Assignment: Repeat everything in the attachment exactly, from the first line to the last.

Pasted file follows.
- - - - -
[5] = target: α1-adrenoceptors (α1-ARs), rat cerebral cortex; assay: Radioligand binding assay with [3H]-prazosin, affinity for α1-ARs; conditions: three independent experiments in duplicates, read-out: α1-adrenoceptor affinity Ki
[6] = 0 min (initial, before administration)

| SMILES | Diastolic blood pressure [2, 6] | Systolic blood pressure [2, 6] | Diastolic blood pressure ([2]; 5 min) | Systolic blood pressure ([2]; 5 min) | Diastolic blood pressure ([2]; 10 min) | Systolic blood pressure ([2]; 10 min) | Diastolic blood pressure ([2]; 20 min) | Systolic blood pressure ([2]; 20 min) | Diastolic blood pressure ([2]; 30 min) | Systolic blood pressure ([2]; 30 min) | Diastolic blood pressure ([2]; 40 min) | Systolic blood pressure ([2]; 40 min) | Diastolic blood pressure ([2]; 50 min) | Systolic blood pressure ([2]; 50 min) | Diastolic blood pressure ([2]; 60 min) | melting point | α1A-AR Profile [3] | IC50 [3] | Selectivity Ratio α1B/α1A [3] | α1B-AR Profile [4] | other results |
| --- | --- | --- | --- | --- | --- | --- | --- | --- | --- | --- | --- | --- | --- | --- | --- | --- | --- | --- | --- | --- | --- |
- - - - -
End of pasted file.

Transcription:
[5] = target: α1-adrenoceptors (α1-ARs), rat cerebral cortex; assay: Radioligand binding assay with [3H]-prazosin, affinity for α1-ARs; conditions: three independent experiments in duplicates, read-out: α1-adrenoceptor affinity Ki
[6] = 0 min (initial, before administration)

| SMILES | Diastolic blood pressure [2, 6] | Systolic blood pressure [2, 6] | Diastolic blood pressure ([2]; 5 min) | Systolic blood pressure ([2]; 5 min) | Diastolic blood pressure ([2]; 10 min) | Systolic blood pressure ([2]; 10 min) | Diastolic blood pressure ([2]; 20 min) | Systolic blood pressure ([2]; 20 min) | Diastolic blood pressure ([2]; 30 min) | Systolic blood pressure ([2]; 30 min) | Diastolic blood pressure ([2]; 40 min) | Systolic blood pressure ([2]; 40 min) | Diastolic blood pressure ([2]; 50 min) | Systolic blood pressure ([2]; 50 min) | Diastolic blood pressure ([2]; 60 min) | melting point | α1A-AR Profile [3] | IC50 [3] | Selectivity Ratio α1B/α1A [3] | α1B-AR Profile [4] | other results |
| --- | --- | --- | --- | --- | --- | --- | --- | --- | --- | --- | --- | --- | --- | --- | --- | --- | --- | --- | --- | --- | --- |